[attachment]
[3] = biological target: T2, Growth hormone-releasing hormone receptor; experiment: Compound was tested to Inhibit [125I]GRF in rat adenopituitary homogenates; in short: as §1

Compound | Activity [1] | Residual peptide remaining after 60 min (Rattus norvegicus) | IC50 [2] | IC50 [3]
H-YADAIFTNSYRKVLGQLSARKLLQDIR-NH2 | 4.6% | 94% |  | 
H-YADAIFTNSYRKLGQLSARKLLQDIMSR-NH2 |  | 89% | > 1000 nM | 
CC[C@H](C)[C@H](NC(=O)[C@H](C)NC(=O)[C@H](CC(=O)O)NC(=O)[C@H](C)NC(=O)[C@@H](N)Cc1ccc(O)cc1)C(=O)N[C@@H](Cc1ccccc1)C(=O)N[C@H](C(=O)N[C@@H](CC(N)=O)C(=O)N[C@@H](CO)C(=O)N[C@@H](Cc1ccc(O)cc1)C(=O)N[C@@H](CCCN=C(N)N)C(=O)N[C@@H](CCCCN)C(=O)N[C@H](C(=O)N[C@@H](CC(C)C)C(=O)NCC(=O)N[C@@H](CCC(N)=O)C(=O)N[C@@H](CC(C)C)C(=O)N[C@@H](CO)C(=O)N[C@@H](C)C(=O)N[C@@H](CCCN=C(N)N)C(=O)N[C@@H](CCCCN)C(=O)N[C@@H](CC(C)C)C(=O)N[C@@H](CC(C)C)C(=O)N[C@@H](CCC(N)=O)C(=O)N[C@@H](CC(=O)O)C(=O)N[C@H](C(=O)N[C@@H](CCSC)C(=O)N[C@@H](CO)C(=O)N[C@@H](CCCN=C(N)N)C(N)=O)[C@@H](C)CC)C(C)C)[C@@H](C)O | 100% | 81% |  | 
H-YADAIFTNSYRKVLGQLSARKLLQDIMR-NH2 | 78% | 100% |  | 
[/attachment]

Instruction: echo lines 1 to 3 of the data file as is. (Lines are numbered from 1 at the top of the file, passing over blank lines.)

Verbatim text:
[3] = biological target: T2, Growth hormone-releasing hormone receptor; experiment: Compound was tested to Inhibit [125I]GRF in rat adenopituitary homogenates; in short: as §1

Compound | Activity [1] | Residual peptide remaining after 60 min (Rattus norvegicus) | IC50 [2] | IC50 [3]
H-YADAIFTNSYRKVLGQLSARKLLQDIR-NH2 | 4.6% | 94% |  | 